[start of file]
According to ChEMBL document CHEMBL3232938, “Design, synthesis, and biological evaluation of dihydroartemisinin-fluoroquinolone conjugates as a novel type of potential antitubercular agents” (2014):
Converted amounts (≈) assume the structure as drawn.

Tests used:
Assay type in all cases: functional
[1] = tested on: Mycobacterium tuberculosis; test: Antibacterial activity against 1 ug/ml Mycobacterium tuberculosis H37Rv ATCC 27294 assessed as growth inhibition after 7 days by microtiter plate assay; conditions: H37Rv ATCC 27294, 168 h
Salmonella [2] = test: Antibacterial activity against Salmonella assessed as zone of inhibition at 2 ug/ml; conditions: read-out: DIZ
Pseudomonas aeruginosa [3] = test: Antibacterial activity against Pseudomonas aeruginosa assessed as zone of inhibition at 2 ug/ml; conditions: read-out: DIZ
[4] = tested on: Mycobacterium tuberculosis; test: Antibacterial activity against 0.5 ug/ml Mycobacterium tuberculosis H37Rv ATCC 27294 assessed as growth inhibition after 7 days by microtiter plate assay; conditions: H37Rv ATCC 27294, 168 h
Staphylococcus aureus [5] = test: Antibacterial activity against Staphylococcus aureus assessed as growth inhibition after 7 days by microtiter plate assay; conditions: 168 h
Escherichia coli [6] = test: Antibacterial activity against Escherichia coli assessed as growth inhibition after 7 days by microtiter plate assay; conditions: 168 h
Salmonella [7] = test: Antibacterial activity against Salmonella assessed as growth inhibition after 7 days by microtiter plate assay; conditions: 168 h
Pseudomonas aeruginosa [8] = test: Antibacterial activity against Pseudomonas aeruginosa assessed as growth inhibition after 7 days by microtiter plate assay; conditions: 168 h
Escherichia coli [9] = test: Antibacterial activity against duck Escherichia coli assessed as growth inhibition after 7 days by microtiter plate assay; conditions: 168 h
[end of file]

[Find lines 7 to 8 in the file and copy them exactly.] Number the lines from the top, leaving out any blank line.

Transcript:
Pseudomonas aeruginosa [3] = test: Antibacterial activity against Pseudomonas aeruginosa assessed as zone of inhibition at 2 ug/ml; conditions: read-out: DIZ
[4] = tested on: Mycobacterium tuberculosis; test: Antibacterial activity against 0.5 ug/ml Mycobacterium tuberculosis H37Rv ATCC 27294 assessed as growth inhibition after 7 days by microtiter plate assay; conditions: H37Rv ATCC 27294, 168 h